More recently, that commitment has been increasingly expressed in relation to a “symmetric” inflation target, implying some inflation overshoot during economic expansions to compensate for anticipated shortfalls during recessions or periods of soft growth. However, having seen central banks failing to bring inflation to 2.0%, why would investors have any more confidence in their willingness to push inflation above that level?

We could construct a scenario where US inflation exceeds target and the Fed not only lets that happen but the magnitude of the tolerated and desired overshoot takes investors by surprise.

Inflation has been firming with headline consumer price index (CPI) crossing 2.0% and the core personal consumption expenditure (PCE, the Fed’s preferred measure) moving higher. We see multiple triggers for higher US inflation this year, ranging from tight labour markets, technical factors, higher oil prices and a weaker dollar, to name the most important. The Wage Rigidity Index of the San Francisco Fed already reflects broader wage increases across the US population. As shown in Figure 3, the percentage of US workers experiencing flat wage growth has dropped dramatically from early 2018 and for the first time during this expansion has touched the 2005 highs.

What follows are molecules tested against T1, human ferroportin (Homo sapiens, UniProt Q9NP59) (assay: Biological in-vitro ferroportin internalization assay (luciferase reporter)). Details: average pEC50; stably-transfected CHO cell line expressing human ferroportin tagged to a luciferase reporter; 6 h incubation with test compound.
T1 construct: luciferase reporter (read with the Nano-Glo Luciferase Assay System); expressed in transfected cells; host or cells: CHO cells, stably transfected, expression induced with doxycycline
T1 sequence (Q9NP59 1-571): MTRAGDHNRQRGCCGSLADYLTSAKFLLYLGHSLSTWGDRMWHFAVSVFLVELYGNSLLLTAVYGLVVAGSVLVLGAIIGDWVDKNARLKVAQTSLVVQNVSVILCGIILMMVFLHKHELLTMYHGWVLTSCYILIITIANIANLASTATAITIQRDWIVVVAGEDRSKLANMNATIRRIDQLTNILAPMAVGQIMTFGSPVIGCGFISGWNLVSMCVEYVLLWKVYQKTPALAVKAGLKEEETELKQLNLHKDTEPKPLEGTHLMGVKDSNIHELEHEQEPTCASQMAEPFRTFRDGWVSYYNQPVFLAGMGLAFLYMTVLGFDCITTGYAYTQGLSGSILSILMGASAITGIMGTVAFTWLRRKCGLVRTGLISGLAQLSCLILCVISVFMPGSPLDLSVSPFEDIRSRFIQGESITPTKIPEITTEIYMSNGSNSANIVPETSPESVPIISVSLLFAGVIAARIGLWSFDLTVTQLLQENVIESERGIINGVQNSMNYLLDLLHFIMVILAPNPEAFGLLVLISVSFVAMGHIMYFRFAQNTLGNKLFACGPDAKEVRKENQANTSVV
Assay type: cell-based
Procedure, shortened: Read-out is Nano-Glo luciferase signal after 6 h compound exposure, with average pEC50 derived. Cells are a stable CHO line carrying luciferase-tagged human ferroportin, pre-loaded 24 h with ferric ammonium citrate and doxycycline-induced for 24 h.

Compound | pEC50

In our scenario, the Fed reacts completely differently from 2017–2018, when a tightening labour market triggered worries of overheating and a series of sustained rate increases. Here, the Fed re-energizes its commitment to its symmetric 2% inflation target range and, to boost its credibility, delivers another rate cut. Under an easing bias, core PCE could near 2.5% y-o-y and headline CPI 4% by election time. Consequently, investors could finally take note of the central bank’s resolve to sustainably reignite inflation.

The investment implications triggered by this grey swan depend in part on the economic backdrop. If economic growth remains robust and corporations get some pricing flexibility, equities could hold their value. Conversely, if inflation picks up against a backdrop of slowing growth, fears of a return to the 1970s’ stagflation scenario would weigh heavily on equities. Further, in our view, Treasury Inflation-Protected Securities (TIPS) and the energy and metals/ mining space may prove to be more effective hedging tools than longer-dated bonds as the inflation scenario is deemed to be unexpected.